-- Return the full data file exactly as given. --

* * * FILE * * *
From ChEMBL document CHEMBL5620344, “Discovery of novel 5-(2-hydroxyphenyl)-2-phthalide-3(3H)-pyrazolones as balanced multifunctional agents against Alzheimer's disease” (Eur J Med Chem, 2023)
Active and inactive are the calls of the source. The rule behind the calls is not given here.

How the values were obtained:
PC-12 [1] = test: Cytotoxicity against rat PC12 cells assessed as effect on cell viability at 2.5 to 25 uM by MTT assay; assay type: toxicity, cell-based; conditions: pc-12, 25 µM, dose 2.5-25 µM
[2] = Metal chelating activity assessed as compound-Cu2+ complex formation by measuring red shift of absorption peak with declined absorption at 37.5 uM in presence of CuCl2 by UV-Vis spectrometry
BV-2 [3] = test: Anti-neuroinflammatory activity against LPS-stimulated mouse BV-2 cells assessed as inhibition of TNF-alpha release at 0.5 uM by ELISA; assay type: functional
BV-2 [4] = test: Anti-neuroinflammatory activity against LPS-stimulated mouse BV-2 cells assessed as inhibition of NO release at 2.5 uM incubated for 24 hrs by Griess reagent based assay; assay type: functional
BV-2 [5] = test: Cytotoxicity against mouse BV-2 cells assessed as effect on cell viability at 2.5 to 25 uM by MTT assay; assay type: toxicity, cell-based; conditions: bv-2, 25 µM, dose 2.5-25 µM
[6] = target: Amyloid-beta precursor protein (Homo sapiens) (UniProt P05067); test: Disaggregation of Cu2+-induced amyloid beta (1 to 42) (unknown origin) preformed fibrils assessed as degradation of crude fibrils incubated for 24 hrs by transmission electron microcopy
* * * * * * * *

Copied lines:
From ChEMBL document CHEMBL5620344, “Discovery of novel 5-(2-hydroxyphenyl)-2-phthalide-3(3H)-pyrazolones as balanced multifunctional agents against Alzheimer's disease” (Eur J Med Chem, 2023)
Active and inactive are the calls of the source. The rule behind the calls is not given here.

How the values were obtained:
PC-12 [1] = test: Cytotoxicity against rat PC12 cells assessed as effect on cell viability at 2.5 to 25 uM by MTT assay; assay type: toxicity, cell-based; conditions: pc-12, 25 µM, dose 2.5-25 µM
[2] = Metal chelating activity assessed as compound-Cu2+ complex formation by measuring red shift of absorption peak with declined absorption at 37.5 uM in presence of CuCl2 by UV-Vis spectrometry
BV-2 [3] = test: Anti-neuroinflammatory activity against LPS-stimulated mouse BV-2 cells assessed as inhibition of TNF-alpha release at 0.5 uM by ELISA; assay type: functional
BV-2 [4] = test: Anti-neuroinflammatory activity against LPS-stimulated mouse BV-2 cells assessed as inhibition of NO release at 2.5 uM incubated for 24 hrs by Griess reagent based assay; assay type: functional
BV-2 [5] = test: Cytotoxicity against mouse BV-2 cells assessed as effect on cell viability at 2.5 to 25 uM by MTT assay; assay type: toxicity, cell-based; conditions: bv-2, 25 µM, dose 2.5-25 µM
[6] = target: Amyloid-beta precursor protein (Homo sapiens) (UniProt P05067); test: Disaggregation of Cu2+-induced amyloid beta (1 to 42) (unknown origin) preformed fibrils assessed as degradation of crude fibrils incubated for 24 hrs by transmission electron microcopy